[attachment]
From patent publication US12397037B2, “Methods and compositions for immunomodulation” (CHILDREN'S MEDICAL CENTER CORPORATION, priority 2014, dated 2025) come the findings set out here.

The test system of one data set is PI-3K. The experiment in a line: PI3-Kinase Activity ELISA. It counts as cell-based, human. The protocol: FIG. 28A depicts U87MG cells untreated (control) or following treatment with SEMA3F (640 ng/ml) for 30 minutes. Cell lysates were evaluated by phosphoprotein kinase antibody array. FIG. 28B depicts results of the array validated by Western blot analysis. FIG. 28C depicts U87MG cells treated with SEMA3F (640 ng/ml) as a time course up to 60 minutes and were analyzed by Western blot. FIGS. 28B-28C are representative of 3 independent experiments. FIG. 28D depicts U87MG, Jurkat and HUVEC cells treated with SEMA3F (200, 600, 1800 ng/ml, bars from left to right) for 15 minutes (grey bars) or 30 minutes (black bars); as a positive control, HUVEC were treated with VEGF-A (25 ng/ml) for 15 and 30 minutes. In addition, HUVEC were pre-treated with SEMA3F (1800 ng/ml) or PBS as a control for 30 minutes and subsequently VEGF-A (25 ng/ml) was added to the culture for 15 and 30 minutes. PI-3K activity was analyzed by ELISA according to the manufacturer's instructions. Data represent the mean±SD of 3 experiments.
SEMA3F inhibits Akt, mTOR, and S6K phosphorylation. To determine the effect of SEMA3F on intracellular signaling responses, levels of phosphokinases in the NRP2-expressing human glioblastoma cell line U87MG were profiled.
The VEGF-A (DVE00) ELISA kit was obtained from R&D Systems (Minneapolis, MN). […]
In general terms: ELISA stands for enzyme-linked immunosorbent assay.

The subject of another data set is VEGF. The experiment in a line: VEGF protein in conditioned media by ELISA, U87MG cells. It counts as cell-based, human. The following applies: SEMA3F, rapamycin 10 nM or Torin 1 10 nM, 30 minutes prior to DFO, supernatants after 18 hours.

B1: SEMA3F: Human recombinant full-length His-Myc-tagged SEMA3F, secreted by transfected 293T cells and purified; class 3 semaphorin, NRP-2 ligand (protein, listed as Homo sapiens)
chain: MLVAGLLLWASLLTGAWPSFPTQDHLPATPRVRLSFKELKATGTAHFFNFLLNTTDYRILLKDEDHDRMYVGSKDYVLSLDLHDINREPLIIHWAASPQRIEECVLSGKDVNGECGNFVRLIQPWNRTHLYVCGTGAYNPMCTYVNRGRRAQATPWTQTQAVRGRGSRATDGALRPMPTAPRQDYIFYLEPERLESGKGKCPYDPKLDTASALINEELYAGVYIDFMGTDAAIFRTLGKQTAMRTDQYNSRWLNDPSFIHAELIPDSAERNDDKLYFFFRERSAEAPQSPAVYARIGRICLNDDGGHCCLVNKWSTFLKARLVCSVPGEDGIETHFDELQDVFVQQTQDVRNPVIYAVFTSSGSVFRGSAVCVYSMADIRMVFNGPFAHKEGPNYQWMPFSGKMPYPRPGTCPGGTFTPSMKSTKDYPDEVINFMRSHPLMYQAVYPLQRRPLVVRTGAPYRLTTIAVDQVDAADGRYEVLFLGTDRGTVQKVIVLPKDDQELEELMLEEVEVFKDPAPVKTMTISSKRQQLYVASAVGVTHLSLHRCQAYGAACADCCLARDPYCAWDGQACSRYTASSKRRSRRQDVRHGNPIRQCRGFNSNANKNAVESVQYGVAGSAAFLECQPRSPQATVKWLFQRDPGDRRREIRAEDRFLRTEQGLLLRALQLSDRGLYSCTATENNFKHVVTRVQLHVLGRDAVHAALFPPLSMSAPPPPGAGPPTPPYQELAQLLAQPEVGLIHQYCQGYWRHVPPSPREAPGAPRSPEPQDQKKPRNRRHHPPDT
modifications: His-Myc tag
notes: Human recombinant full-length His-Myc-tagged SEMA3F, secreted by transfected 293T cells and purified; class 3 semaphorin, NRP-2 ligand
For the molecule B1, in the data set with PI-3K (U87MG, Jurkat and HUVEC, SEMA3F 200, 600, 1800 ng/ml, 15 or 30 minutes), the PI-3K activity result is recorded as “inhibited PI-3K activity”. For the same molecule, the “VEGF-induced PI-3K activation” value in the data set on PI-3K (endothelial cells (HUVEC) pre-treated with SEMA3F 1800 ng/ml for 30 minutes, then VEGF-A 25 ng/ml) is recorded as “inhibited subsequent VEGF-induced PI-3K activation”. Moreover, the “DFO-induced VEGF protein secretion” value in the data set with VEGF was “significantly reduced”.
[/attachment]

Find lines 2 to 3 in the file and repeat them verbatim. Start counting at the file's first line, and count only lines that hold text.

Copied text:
The test system of one data set is PI-3K. The experiment in a line: PI3-Kinase Activity ELISA. It counts as cell-based, human. The protocol: FIG. 28A depicts U87MG cells untreated (control) or following treatment with SEMA3F (640 ng/ml) for 30 minutes. Cell lysates were evaluated by phosphoprotein kinase antibody array. FIG. 28B depicts results of the array validated by Western blot analysis. FIG. 28C depicts U87MG cells treated with SEMA3F (640 ng/ml) as a time course up to 60 minutes and were analyzed by Western blot. FIGS. 28B-28C are representative of 3 independent experiments. FIG. 28D depicts U87MG, Jurkat and HUVEC cells treated with SEMA3F (200, 600, 1800 ng/ml, bars from left to right) for 15 minutes (grey bars) or 30 minutes (black bars); as a positive control, HUVEC were treated with VEGF-A (25 ng/ml) for 15 and 30 minutes. In addition, HUVEC were pre-treated with SEMA3F (1800 ng/ml) or PBS as a control for 30 minutes and subsequently VEGF-A (25 ng/ml) was added to the culture for 15 and 30 minutes. PI-3K activity was analyzed by ELISA according to the manufacturer's instructions. Data represent the mean±SD of 3 experiments.
SEMA3F inhibits Akt, mTOR, and S6K phosphorylation. To determine the effect of SEMA3F on intracellular signaling responses, levels of phosphokinases in the NRP2-expressing human glioblastoma cell line U87MG were profiled.